Ovarian development e.g. gonadosomatic index, oocyte diameter, fecundity, histology, and related steroid hormones e.g. testosterone (T), estradiol-17 β (E2), 17α, 20 β-dihydroxy-4-pregnen-3-one (DHP), were examined in captive female catfish Clarias macrocephalus during an annual cycle to establish the optimum season for its artificial propagation. Results showed that captive C. macrocephalus had a group-synchronous pattern of ovarian development, as indicated by the presence of oocytes at all stages of development throughout the annual cycle. Mean gonadosomatic index (GSI; 11-13%), oocyte diameter (1.54-1.56 mm), fecundity (80-110 eggs/g body weight), and serum T levels (36-37 ng/mL) were lowest in January-April, suggesting that it is not the optimum season to induce C. macrocephalus to spawn during these months. Serum E2 levels were lowest in January (7 ng/mL), and highest in December (20 ng /mL). Serum DHP levels were below detectable limits (<0.02 ng/mL) throughout the year, supporting the observation that final maturation and ovulation do not occur in this species under captive conditions. Changes in various reproductive parameters and steroid hormone levels indicate that January-March, April-June, July-September and October-December correspond to the refractory, preparatory, spawning and post-spawning periods, respectively, of the annual cycle. The results of the present investigation can be used as a guide for the controlled breeding and commercial aquaculture of C. mucrocephalus in the Philippines.
    • Article

      Ovarian maturation stages of the wild giant tiger prawn, Penaeus monodon Fabricius 

      JD Tan-Fermin & RA Pudadera - Aquaculture, 1989 - Elsevier
      A qualitative and quantitative study of the ovarian maturation stages of wild-caught Penaeus monodon was conducted to refine the existing method of staging. For industrial purpose, measuring the ovarian width at the first abdominal region can minimize arbitrariness in staging. A width of 20 mm indicates readiness for spawning while reproductive performance is improved when ovarian width is 30 mm or more. Based on histology, the usual 6 to 8 stages of development can be reduced to four stages: previtellogenic, vitellogenic, cortical rod, and spent. The previtellogenic stage (P) is characterized by the predominance of oogonia and primary oocytes in the chromatin nucleolus and/or perinucleolus stage. The vitellogenic stage (V) is marked by the presence of yolky oocytes. The cortical rod stage (C) is distinguished by the appearance of yolky oocytes with spherical or rod-like bodies at the peripheral cytoplasm. The spent stage (S) can be distinguished by the presence of few oocytes with yolky substance and/or cortical rods, thicker layers of follicle cells, and few darkly-stained, irregularly shaped primary oocytes. Individuals classified as stages II+ and III+ showed similarity in size and shape of all lobes in the posterior thoracic region, and histologically, corresponded to the revised stages V and C, respectively. Histochemical staining shows that glycoproteins and lipids are absent in the primary oocytes and present in yolky oocytes. Glycoproteins but not lipids occur in the cortical rods. Analysis of variance showed significant differences in mean gonad weight and gonadosomatic index values but not in the mean body length and body weight values in stages P to C. Uniformity in the number, stage and composition of oocytes in the four regions of the ovary at each stage showed that stage of ovarian maturity in wildprawns can be represented by any region of the ovary. Differences in the oocyte size frequency and mean values of average and maximum oocyte diameter in the four stages showed that these are good indicators of stage of maturation in wild P. monodon.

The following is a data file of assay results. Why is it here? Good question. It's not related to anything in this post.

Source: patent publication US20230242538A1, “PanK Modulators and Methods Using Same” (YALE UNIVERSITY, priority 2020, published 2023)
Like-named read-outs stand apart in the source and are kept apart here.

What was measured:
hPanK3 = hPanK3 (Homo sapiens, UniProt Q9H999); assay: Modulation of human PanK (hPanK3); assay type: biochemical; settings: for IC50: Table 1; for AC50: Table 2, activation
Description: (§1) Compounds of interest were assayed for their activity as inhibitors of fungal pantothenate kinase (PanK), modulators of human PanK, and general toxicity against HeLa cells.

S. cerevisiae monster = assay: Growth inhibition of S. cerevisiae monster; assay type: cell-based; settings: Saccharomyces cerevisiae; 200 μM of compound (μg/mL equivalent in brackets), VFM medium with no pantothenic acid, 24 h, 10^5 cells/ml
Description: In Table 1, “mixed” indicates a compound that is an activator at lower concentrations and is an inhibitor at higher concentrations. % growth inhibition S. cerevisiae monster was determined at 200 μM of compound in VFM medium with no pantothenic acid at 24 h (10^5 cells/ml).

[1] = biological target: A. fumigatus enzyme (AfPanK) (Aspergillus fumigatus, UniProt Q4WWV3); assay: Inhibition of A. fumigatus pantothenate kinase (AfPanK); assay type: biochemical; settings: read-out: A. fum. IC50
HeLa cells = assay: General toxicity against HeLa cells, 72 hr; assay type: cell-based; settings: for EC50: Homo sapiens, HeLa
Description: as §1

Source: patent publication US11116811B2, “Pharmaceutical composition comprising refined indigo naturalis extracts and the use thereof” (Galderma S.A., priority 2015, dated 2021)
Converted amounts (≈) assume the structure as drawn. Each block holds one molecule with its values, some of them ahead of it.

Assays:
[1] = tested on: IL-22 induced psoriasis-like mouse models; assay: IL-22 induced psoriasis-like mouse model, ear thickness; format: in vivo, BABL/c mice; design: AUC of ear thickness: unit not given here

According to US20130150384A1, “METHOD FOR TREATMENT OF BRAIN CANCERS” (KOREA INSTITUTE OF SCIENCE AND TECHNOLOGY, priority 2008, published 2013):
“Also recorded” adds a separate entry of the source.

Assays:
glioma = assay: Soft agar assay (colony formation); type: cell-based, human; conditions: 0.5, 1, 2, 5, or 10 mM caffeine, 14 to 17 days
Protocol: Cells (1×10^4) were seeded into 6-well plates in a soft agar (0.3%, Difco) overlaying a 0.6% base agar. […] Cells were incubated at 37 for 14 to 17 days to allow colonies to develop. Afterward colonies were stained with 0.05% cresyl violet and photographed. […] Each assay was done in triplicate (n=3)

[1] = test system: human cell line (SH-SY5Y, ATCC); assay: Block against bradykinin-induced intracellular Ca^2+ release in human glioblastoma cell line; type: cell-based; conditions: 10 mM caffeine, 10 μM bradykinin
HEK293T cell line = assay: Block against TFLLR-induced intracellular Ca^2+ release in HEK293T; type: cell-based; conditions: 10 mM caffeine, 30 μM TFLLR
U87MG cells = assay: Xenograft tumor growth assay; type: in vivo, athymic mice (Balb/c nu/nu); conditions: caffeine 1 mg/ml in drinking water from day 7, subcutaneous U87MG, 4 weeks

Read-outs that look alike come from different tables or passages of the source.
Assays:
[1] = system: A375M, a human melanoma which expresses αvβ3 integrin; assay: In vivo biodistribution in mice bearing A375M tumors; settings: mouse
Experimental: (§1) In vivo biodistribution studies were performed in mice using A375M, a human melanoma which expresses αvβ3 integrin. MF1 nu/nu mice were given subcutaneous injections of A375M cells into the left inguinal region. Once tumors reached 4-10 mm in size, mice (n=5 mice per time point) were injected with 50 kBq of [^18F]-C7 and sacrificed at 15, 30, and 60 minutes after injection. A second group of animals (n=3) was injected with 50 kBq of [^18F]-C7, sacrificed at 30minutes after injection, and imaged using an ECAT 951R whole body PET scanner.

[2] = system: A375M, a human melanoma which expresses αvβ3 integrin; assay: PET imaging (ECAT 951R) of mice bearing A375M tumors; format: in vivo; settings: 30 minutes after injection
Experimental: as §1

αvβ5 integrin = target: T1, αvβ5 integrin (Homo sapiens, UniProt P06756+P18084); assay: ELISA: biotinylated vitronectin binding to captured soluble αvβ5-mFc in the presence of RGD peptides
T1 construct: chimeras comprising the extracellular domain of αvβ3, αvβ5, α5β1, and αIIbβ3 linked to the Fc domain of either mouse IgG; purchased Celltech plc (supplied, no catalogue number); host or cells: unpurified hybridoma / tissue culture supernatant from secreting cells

• Article

      Possible application of mibolerone for induced sex inversion of grouper Epinephelus coioides 

      GF Quinitio, JD Tan-Fermin & A Nagai - Fisheries Science, 2001 - Japanese Society of Fisheries Science
      Thirty immature juvenile grouper Epinephelus coioides (19-168 g bodyweight, BW) were randomly stocked in four units 6 t tanks to determine if mibolerone can be used to induce sex inversion in groupers. After acclimatization and weaning to artificial feed, the feed given daily (4% BW/day) was supplemented with 0, 50, 100, and 200 μg mibolerone/kg feed for about 18 weeks. Thereafter, the hormone treatment was withdrawn and the experiment was terminated at Week 24. Ten fish were killed for gonad histology at stocking to serve as an initial control while about three to five fish were killed every 8 weeks. In general, ovaries of initial controls showed the presence of moderate stromal cells and gonia and few primary oocytes. At Weeks 8 and 16, ovaries of the control fish (0 μg/kg) were similar to that of the initial control except that primary oocytes increased at Week 24. Gonads of fish fed diets containing 100 and 200 μg/kg had none to moderate spermatocytes and few spermatids at Week 8 and 16, although spermatozoa were not observed, indicating that the fish were undergoing spermatogenesis. Spermatogenesis at 50 μg/kg was not as advanced since only few spermatocytes occurred at Weeks 8 followed by moderate gonia and no spermatocytes and spermatids at Week 16. However, the presence of few primary oocytes was observed when mibolerone was withdrawn suggesting that sex-inversed fish reverted back to a female condition. These results show that sex inversion in juvenile grouper can be induced by oral administration of mibolerone and may have possible application on mature females to produce functional males.